Information recorded for companies

Railroad company name references

The purpose of this project is to record, describe, and estimate prices for stocks, bonds, and closely-related ancillary documents. A secondary goal is to identify and record every company that operated or planned to operate in North America that could be classified as a railroad or closely-related company peripheral to railroading.

The rationale behind that secondary goal was to pre-number companies for the possibility that securities may appear at some time in the future and thereby create sufficent space for expansion in the numbering scheme. That goal, however, should not be construed to collect anything more than basic information. Because of time spent on the primary goal of cataloging certificates, there is no intent to develop corporate histories or genealogies.

Following is a discussion of the data recorded about companies.

Information reported to database users

Company names

Company names are collected from many sources. Substantial disagreements over spelling exist. Since this project focuses on securities, the spellings found on stocks and bonds prevail, All other sources are considered less authoritative, including records of charters and incorporations filed with secretaries of states. Derivative sources such as books, magazines, certificate catalogs, the Interstate Commerce Commission, and information found on the web frequently conflict with certificates. Having personally scanned and indexed several hundred thousand documents for a major railroad company, I can testify without hesitation that conflicts are common even among internal documents.

Numbers assigned to certificates

If perfect information were uniformly available for all companies, every incorporation would warrant a separate catalog listing. However, certificates sometimes show multiple incorporations where available official records show only one. And vice versa. Some companies are represented by so many certificates that it is frequently necessary to divide single companies into multiple listings based on spellings or dates to make it easier for collectors to discover certificates.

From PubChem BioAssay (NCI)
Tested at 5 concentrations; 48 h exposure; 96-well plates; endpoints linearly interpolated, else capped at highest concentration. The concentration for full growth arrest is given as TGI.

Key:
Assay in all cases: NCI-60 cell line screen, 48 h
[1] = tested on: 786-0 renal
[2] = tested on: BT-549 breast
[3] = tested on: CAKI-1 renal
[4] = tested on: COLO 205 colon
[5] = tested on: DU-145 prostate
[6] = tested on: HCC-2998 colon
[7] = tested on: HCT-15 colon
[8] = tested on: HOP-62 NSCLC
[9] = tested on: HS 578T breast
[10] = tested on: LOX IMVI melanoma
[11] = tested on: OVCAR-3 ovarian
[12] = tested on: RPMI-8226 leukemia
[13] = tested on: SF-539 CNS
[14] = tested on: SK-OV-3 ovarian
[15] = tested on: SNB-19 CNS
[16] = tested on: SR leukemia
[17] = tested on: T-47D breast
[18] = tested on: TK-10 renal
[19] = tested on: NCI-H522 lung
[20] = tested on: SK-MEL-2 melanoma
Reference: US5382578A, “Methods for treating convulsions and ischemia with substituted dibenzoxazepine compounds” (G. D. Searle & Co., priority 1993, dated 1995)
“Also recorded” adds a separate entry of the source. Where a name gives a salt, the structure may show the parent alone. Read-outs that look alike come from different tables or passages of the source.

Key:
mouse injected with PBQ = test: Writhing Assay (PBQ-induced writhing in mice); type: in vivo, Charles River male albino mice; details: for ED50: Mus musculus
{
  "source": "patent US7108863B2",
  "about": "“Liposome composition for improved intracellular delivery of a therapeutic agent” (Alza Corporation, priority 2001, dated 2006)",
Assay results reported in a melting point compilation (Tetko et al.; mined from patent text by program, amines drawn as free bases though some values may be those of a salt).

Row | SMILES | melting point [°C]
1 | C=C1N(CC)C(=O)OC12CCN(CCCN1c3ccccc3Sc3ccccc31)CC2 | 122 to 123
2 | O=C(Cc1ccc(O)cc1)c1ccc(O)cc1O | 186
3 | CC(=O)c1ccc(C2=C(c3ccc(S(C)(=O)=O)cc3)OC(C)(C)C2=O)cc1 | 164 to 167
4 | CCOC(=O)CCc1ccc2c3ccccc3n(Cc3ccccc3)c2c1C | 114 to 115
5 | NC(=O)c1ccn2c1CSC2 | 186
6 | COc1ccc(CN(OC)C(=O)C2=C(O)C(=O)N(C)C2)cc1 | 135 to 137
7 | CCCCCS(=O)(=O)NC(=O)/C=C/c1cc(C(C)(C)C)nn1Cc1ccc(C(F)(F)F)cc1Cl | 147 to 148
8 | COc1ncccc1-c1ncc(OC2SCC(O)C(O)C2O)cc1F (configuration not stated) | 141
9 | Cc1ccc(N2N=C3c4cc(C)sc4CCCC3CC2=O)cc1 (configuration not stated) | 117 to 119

Spelling differences

Spelling differences are frequently seen between certificates of the same company. It is not unusual to see company names spelled one way on stock certificates and another way on bonds. While highly unusual, certificates have been recorded with company names spelled two different ways on the same certificate.


Photos of rolling stock and official incorporation records often show commas in corporate names. This project ignores all punctuation except for hyphens. Hyphens were not always used consistently on all corporate documents, but again, their usage on certificates prevails. Occasionally, "equals" characters ("=") were used as hyphens on certificates. This project uses the typical hyphen character ("-") throughout.


This project endeavors to minimize the use of abbreviations, but to ignore common abbreviations would enlarge the sizes of listings dramatically if adhered to tightly. Therefore, this project uses these abbreviations in corporate names:

  • & = and
  • co = company
  • corp = corporation
  • inc = incorporation
  • ltd = limited, limitada
  • S.A. = Sociedad Anónima, Société anonyme

Spellings of railroad, railway, etc.

"Railroad" and "railway" were commonly written as two words until the mid-1800s and gradually morphed into single words before 1900. Some companies placed hyphens between the two, but again their usages were highly variable. There were no hard and fast rules, Similarly, "Ferrocarril" and "Ferrocarriles" are seen both separated and hyphenated. Variations are sometimes encountered on the same certificate and between different issuances.

Spellings are recorded as accurately as possible. If two or more spellings have been encountered among the various certificates of the same incorporation period, secondary spellings are enclosed in parentheses.